Out now! The much-anticipated new collection by SELMA JAMES
Our Time Is Now: Sex, Race, Class, and Caring for People and Planet.
Selma James, who launched the International Wages for Housework Campaign (WFH) in 1972, will be 91 this August. She was recently honoured with the Sheila McKechnie Long-term Achievement Award. WFH will be celebrating its 50th anniversary in March 2022.
To interview Selma James contact: +44 (0) 20 7482 2496 or firstname.lastname@example.org
Get a copy of Our Time Is Now from: crossroadsbooksonline.net
the grassroots publisher based at the Crossroads Women’s Centre.
For over sixty years, Selma James has been organizing from the perspective of unwaged women who, with their biological and caring work, reproduce the whole human race—whatever else they do. This work goes on almost unnoticed everywhere, in every culture. It is not prioritized economically, politically, or socially, and women are discriminated against and impoverished for doing it.
This much-anticipated follow-up to her first anthology, Sex, Race, and Class, compiles several decades of James’s work with a focus on more recent writings, including a groundbreaking analysis of two of CLR James’s masterpieces, The Black Jacobins and Beyond a Boundary, and an account of her formative partnership with him. Her experience in the movement for Caribbean federation and independence is reflected in her introduction to Ujamaa, the socialism that Tanzanian villagers built, and in her work with Guyana, Haiti, and Venezuela.
Steeped in the tradition of Marx urging the need for a “practical movement,” James recounts the unusual history of how autonomous organizations formed within the International Wages for Housework Campaign and reshaped it. Women of colour, queer women, sex workers, women with disabilities . . . each independent but mutually accountable (including to the men’s network with whom they work) as they confront sexism, racism, deportation, rape, and other violence.
James makes the powerful argument that the struggle for climate justice can draw on all the movements people have formed to refuse exploitation and to end the capitalist hierarchy that is destroying the world. There is one continuum between the care and protection of people and of the planet. The care income she campaigns for prioritizes both. Our time is now.
“Selma James is a force of nature in the flesh and on the page. She fearlessly grapples with complex ideas, but her writing remains crystal clear and compelling. Stop what you are doing and read her now!”
—Maya Oppenheim, women’s correspondent, the Independent, UK
“When Selma James speaks, I listen. When she writes, I read. She has been a crucial part of my reeducation for decades. She is one of the few public intellectuals that engages with issues and people all over the world yet still remains connected to the grassroots. The writings and ideas of Selma James are as relevant now as they have ever been. Her solidarity knows no borders, her compassion excludes no sufferer.”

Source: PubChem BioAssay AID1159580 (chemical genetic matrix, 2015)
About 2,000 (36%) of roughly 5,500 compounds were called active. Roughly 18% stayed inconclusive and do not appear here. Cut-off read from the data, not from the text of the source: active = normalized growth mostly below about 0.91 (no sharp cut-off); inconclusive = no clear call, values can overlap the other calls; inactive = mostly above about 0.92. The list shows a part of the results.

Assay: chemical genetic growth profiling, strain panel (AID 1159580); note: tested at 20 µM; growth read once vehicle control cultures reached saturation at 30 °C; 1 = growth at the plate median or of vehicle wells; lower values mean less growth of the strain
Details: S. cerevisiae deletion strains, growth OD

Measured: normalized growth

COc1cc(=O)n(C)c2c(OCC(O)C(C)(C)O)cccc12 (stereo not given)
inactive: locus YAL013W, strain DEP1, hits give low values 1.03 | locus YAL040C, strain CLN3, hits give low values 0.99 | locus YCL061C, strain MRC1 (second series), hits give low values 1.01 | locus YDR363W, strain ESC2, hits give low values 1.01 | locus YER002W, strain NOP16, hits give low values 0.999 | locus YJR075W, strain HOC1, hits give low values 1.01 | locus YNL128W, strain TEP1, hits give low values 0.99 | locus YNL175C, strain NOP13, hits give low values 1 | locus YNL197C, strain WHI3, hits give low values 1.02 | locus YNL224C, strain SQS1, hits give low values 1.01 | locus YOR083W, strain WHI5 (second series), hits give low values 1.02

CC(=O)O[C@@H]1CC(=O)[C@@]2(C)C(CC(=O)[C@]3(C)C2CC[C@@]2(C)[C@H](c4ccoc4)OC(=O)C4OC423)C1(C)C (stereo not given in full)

—Benjamin Zephaniah, poet, writer, lyricist, musician, and naughty boy
“One of the most important figures in the new way of thinking in the 1970s and 1980s was Selma James. James’s Marx and Feminism deserves to be considered one of the great feminist contributions to Marxist thought.”
“. . . An intellectually ambitious attempt to synthesize Marxism, feminism, and post-colonialism, not with the usual sellotaped hyphenations.”
—Jenny Turner, London Review of Books
“Selma James is a treasure . . . one of the key political thinkers and activists of our times.”
—Marcus Rediker, author of The Slave Ship
“In an era where women are encouraged to ‘lean in’ to capitalism and power, Sex, Race and Class provides a much-needed reminder that house work and care work are work—and deserve to be recognized and compensated as such. James not only details women’s campaigns that might otherwise be forgotten, but provides a valuable blueprint for organizing towards a truly liberated society.”
—Victoria Law, author of Resistance Behind Bars: The Struggles of Incarcerated Women
ABOUT THE CONTRIBUTORS:
Selma James is an antisexist, antiracist campaigner. In 1972 she put forward Wages for Housework (WFH) as a demand and a political perspective that redefined the working class. The International WFH Campaign she founded coordinates the Global Women’s Strike. She coined the word “unwaged,” which incorporates all workers without wages. She coauthored the classic The Power of Women and the Subversion of the Community and is the author of other pathbreaking writing.
Margaret Prescod, author of Black Women Bringing It All Back Home, is coordinator of Women of Color in the Global Women’s Strike and an award-winning, nationally syndicated journalist on Pacifica Radio. She is the founder of the Black Coalition Fighting Back Serial Murders and cofounder of Every Mother Is a Working Mother Network. She is originally from Barbados.
Nina López is the joint coordinator of the Global Women’s Strike. Her writings and edited volumes include: Prostitute Women and AIDS: Resisting the Virus of Repression; Some Mother’s Daughter: The Hidden Movement of Prostitute Women against Violence; The Milk of Human Kindness; and Creating a Caring Economy: Nora Castañeda and the Women’s Development Bank of Venezuela. She is originally from Argentina.
See and hear interviews, book reviews, and other news on Selma James‘s page HERE.